Fermata by Wayne Vaughn

The GRAMMY® Museum Mississippi

As defined in its musical context, a fermata is a pause of unspecified length on a note or rest. As defined by the sculpture of the same name, Wayne Vaughn explains, “My sister passed away while I was working on this piece and it ended up taking on a whole new meaning and significance. Just like in a musical composition, you have pauses in life, and in this case, it was a death in our family we had to overcome. We paused and grieved, and then we moved on; and in the business of getting on, this piece was created.” A classically trained musician and founding member of the over 30-year-old Triangle Brass Band, Vaughn is thrilled to have a piece of his work placed at the GRAMMY® Museum Mississippi, even joking, “I text all my music buddies and told them I made it at the GRAMMY® Museum before they did.”

Sax Riff by James Davis

The GRAMMY® Museum Mississippi

Exhibiting for his second time at the GRAMMY® Museum Mississippi, Jackson, Mississippi native James Davis brings his “Jazz Series” back to the site, this time installing Sax Riff. A concept succession that dissects the 2-5-1 progression in jazz music, Davis took a whole note, divided that by eight and shifted, arranged and then rearranged the pieces again to create the dynamic sculptures featured in the series. “I am constantly intrigued to see what happens if you move just one piece, or put this over here or that over there,” Davis explains. “I’m very lucky to be able to build these pieces and make public art. I will always be happy pulling down a welding mask and looking a bright light. It’s what I was meant to do.”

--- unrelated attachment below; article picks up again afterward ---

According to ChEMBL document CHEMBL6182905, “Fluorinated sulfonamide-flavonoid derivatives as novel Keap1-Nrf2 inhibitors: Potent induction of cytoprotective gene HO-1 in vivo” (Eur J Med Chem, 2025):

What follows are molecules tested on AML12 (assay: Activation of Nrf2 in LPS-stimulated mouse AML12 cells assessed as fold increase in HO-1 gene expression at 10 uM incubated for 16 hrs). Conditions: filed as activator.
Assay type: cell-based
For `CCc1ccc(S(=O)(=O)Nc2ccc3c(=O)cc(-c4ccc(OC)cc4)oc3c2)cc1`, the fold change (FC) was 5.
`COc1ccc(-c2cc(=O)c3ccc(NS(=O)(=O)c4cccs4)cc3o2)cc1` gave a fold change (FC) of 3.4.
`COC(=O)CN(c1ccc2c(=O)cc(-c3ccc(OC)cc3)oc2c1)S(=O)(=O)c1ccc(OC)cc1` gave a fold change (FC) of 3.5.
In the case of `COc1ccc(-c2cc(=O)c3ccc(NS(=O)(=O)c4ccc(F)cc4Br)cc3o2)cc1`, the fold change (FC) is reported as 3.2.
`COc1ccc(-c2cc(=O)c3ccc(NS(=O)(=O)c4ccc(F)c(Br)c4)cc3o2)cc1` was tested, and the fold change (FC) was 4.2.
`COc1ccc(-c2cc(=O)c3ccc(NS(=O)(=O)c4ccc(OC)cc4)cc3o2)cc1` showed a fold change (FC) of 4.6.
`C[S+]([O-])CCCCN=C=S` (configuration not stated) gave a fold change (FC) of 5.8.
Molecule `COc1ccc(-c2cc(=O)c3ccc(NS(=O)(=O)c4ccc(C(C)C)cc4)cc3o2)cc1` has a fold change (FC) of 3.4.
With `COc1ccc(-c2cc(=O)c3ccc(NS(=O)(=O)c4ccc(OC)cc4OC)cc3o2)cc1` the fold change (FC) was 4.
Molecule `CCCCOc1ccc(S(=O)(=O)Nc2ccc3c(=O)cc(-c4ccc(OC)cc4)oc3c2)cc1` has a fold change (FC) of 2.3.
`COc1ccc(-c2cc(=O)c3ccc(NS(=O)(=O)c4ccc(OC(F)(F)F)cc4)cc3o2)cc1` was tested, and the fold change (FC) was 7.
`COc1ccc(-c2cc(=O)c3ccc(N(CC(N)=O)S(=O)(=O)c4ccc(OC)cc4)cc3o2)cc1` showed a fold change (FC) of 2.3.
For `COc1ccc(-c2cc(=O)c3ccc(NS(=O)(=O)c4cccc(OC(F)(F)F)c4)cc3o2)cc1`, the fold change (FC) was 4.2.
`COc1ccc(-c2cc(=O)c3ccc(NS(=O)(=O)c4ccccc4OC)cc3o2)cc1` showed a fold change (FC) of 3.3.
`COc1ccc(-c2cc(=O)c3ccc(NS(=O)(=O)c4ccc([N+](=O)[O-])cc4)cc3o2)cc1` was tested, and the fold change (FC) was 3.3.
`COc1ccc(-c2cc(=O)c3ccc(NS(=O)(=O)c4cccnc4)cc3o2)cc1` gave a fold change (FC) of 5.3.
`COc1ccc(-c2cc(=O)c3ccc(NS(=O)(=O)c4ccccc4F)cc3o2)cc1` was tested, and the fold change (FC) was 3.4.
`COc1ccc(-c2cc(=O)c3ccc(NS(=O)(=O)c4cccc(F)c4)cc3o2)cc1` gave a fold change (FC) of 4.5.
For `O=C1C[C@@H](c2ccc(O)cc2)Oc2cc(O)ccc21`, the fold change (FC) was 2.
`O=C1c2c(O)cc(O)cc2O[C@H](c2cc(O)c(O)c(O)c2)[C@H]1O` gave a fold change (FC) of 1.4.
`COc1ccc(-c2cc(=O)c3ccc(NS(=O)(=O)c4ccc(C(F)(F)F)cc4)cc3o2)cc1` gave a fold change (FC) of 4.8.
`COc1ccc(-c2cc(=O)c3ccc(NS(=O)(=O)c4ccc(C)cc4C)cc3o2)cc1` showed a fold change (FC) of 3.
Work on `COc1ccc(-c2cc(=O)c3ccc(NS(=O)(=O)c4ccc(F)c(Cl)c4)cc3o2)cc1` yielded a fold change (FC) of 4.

Blues Man by Michael Stanley

Tribute to Stradivarius by Bryan Massey

Man With A Guitar by Mark Dickson